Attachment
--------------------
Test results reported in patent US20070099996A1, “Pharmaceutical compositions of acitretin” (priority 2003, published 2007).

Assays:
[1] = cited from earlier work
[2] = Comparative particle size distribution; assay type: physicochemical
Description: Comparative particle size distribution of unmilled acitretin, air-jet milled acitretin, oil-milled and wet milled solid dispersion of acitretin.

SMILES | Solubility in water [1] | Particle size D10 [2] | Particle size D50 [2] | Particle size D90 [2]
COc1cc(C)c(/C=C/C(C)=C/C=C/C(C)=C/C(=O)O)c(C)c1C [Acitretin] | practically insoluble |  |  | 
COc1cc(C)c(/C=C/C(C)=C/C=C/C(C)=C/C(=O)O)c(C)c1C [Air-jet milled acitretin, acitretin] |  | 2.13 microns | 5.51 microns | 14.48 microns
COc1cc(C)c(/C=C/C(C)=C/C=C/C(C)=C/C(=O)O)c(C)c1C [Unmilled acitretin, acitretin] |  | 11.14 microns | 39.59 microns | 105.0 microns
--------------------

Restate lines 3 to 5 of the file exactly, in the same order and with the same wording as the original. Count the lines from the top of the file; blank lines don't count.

[1] = cited from earlier work
[2] = Comparative particle size distribution; assay type: physicochemical
Description: Comparative particle size distribution of unmilled acitretin, air-jet milled acitretin, oil-milled and wet milled solid dispersion of acitretin.